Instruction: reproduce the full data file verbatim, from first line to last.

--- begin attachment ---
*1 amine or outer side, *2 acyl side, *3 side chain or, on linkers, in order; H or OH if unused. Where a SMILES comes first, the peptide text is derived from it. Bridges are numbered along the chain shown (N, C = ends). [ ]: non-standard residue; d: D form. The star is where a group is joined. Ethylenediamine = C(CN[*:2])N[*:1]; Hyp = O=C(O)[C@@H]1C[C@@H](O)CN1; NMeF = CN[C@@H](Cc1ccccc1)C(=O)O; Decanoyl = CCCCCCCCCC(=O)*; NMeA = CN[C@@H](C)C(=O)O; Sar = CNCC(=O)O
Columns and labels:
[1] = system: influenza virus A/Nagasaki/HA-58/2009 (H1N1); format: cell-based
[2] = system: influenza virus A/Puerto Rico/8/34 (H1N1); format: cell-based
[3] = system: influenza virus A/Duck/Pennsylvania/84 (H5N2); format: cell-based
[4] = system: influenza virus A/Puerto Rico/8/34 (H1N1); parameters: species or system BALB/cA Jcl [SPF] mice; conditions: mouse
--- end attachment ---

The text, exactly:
*1 amine or outer side, *2 acyl side, *3 side chain or, on linkers, in order; H or OH if unused. Where a SMILES comes first, the peptide text is derived from it. Bridges are numbered along the chain shown (N, C = ends). [ ]: non-standard residue; d: D form. The star is where a group is joined. Ethylenediamine = C(CN[*:2])N[*:1]; Hyp = O=C(O)[C@@H]1C[C@@H](O)CN1; NMeF = CN[C@@H](Cc1ccccc1)C(=O)O; Decanoyl = CCCCCCCCCC(=O)*; NMeA = CN[C@@H](C)C(=O)O; Sar = CNCC(=O)O
Columns and labels:
[1] = system: influenza virus A/Nagasaki/HA-58/2009 (H1N1); format: cell-based
[2] = system: influenza virus A/Puerto Rico/8/34 (H1N1); format: cell-based
[3] = system: influenza virus A/Duck/Pennsylvania/84 (H5N2); format: cell-based
[4] = system: influenza virus A/Puerto Rico/8/34 (H1N1); parameters: species or system BALB/cA Jcl [SPF] mice; conditions: mouse